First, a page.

Picture this situation:
You select some text, tap Command X (cut), and before hitting Command V (paste) somewhere else, your attention moves to a different part of the document. Before paste'ing your precious text your eye catches another juicy sentence. You decide to cut this piece of text as well. With the usual convention, the first text you selected vanishes at your new keystroke, and your new selection is now saved and ready to be paste'ed. This happens whether the text was a few characters or three quarters of the essay you were writing. There is nothing in the interface that lets you know that text has been deleted.
This probably sounds familiar to a lot of people who work with text on a computer.
"A humane interface never puts your work at risk. The interface should require you to explicitly delete text if you want to delete text and not delete it as a side effect of another action." This is one of the many gems in the famous book 'The Humane Interface' by Jeff Raskin. The book stems from 2000, but the topics are still very relevant in modern day operating systems.
My immediate thought was to use use text drag-and-drop instead of cut and paste. Raskin however, disagrees: "I would not design an interface with drag-and-drop in text" Scrolling with something selected is painful and you lose the ability to create a new selection overlapping the current selection.
So instead, a separate quasimode is the solution for this selection and dragging problem. Quasimodes are modes that are kept in place only through some constant action on the part of the user.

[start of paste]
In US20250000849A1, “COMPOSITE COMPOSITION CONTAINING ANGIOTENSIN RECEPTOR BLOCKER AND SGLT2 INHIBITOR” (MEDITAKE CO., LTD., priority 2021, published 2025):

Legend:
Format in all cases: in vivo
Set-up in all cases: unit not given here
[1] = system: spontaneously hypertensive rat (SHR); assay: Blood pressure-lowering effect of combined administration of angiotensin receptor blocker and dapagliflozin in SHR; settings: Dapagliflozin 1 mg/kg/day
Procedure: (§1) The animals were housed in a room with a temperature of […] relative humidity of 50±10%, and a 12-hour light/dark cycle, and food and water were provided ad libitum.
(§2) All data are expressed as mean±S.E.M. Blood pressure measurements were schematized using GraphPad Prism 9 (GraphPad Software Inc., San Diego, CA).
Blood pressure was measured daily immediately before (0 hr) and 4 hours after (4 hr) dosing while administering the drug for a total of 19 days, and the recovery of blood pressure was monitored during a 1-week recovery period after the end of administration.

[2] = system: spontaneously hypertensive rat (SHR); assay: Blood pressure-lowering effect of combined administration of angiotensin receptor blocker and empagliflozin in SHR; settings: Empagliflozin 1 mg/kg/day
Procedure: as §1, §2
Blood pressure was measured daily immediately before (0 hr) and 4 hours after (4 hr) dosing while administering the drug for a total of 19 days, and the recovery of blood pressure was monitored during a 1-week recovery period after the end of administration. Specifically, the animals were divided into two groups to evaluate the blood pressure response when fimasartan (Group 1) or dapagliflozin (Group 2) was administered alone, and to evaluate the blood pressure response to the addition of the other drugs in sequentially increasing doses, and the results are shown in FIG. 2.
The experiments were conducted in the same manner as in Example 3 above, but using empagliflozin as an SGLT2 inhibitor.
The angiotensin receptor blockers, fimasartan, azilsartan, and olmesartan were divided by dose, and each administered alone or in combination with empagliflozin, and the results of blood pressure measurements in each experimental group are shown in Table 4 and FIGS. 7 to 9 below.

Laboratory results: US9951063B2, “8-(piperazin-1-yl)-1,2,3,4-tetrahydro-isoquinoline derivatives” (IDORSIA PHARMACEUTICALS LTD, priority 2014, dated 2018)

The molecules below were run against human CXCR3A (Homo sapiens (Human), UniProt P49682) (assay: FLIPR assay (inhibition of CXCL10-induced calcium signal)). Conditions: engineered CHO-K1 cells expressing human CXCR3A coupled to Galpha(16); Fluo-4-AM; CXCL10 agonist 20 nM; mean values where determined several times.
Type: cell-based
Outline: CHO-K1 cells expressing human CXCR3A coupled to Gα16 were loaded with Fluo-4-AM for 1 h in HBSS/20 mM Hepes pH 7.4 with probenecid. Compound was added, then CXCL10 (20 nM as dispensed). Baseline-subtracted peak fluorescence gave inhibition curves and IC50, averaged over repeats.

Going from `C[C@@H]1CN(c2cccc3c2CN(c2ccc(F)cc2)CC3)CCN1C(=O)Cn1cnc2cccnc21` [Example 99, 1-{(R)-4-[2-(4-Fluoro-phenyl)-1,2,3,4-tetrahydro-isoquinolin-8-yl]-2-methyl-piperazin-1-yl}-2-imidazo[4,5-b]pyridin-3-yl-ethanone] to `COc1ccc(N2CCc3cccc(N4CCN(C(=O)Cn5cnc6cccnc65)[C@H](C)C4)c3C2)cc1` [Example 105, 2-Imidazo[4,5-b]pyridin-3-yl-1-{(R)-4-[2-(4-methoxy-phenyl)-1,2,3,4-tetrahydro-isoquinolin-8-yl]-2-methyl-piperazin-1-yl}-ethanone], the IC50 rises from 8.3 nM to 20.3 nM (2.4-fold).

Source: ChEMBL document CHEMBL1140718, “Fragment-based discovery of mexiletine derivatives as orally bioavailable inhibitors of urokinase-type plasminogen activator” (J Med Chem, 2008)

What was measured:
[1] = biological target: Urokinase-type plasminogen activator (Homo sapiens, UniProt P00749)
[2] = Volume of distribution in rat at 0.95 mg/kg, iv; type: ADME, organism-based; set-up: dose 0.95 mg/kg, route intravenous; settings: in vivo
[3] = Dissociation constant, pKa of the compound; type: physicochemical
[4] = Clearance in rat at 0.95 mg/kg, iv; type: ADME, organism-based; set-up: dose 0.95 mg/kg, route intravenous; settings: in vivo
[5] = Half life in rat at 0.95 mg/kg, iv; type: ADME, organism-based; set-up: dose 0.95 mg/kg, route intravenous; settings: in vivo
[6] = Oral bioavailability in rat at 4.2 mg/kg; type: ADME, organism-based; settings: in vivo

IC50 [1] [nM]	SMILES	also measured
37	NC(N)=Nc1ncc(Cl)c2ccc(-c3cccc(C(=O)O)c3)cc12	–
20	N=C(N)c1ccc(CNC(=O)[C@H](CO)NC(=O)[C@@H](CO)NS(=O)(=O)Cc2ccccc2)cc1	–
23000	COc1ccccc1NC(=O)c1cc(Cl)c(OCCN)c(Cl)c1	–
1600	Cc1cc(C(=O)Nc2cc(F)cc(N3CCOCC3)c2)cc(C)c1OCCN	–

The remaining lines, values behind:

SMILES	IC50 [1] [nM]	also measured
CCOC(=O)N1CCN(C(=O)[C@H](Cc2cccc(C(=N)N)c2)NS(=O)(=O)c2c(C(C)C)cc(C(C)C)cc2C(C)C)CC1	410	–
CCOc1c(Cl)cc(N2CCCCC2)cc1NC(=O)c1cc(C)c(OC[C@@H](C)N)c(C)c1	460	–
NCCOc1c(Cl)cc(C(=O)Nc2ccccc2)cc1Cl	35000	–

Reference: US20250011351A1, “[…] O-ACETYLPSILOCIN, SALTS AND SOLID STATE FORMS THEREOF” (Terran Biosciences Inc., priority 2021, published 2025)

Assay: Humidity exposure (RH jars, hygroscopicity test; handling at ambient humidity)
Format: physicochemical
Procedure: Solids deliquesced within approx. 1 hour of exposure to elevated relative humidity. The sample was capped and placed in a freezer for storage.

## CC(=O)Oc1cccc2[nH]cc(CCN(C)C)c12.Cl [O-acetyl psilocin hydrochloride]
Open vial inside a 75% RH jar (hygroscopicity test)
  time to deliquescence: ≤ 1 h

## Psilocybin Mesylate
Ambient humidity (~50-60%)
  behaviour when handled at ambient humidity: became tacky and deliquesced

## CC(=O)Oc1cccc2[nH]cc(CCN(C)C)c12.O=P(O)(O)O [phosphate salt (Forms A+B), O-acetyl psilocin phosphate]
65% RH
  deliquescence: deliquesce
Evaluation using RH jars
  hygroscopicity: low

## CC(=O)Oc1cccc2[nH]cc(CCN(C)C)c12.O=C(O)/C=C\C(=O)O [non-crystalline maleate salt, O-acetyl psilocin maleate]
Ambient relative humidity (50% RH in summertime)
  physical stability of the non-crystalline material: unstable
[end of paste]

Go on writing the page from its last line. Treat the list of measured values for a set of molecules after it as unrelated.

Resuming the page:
Instead of cut+paste or trying to drag text around, you could simply move selected text to the left side of the application.
One application that already implements such a 'quasimode' is the thinking app Muse.
Muse calls it "The Inbox", a persistent stack of cards on the left edge of the app where added cards appear; stays with you as you navigate.
This design pattern might also be interesting for other apps. Particular within writing apps this could be a useful concept. I explored how this would work in the writing tool iA Writer.
Whenever you want to move a text selection you would simply drag your selection to the left side of your screen. Here it would wait gently to be used in a different part of the text.
This enables you to see how the text 'looks' without a piece of the text, all without accidentally losing it.
Selections could even 'stack' so cut text doesn't accidentally gets deleted (A humane interface never puts your work at risk). An inbox like this could also be used for writing prompts that have no place in the text yet.
This enables to have both selection and drag-and-drop without cognitive interference.